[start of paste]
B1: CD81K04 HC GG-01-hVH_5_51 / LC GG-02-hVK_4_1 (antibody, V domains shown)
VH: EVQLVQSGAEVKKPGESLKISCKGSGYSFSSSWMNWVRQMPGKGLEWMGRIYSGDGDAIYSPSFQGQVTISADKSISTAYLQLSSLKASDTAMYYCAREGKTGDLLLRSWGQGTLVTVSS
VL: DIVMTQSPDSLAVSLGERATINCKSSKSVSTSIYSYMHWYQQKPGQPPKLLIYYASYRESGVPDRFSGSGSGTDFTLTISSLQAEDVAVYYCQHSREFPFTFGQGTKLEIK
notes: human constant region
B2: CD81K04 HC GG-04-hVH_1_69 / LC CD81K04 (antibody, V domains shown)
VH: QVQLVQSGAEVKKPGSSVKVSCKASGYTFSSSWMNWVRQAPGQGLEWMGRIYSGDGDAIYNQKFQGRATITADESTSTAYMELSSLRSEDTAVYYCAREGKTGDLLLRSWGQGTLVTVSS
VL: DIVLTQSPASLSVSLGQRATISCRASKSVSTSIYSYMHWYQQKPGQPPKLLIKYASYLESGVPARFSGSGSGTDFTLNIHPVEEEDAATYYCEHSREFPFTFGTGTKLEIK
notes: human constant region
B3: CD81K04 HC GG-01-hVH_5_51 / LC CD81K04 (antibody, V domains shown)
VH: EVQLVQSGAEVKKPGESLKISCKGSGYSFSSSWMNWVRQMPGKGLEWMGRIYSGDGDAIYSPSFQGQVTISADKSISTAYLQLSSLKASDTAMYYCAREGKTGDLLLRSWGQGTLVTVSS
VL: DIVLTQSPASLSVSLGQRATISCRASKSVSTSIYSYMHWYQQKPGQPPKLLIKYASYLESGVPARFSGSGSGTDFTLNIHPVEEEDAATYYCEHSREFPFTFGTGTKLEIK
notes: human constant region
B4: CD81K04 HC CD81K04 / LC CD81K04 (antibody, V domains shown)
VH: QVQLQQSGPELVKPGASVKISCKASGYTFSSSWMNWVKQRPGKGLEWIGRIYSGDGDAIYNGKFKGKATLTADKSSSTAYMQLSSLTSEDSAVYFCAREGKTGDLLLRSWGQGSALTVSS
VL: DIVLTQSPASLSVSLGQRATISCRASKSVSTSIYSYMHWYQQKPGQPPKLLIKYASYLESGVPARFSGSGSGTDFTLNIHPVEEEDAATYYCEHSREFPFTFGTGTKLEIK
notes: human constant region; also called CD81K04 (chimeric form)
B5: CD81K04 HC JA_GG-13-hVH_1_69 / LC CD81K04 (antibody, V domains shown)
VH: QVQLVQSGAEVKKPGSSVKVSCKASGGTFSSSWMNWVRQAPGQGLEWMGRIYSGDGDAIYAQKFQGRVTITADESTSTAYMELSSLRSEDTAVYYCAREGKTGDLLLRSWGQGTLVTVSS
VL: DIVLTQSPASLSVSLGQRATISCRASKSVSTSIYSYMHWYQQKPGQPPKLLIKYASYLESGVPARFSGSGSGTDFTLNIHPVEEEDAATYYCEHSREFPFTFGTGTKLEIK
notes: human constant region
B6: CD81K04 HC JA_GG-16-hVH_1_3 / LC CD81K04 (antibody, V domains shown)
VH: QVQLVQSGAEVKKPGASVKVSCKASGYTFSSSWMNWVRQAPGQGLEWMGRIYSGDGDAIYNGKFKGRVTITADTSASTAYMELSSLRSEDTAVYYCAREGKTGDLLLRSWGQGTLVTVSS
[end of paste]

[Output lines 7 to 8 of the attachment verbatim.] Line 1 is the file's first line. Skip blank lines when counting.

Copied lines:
VL: DIVLTQSPASLSVSLGQRATISCRASKSVSTSIYSYMHWYQQKPGQPPKLLIKYASYLESGVPARFSGSGSGTDFTLNIHPVEEEDAATYYCEHSREFPFTFGTGTKLEIK
notes: human constant region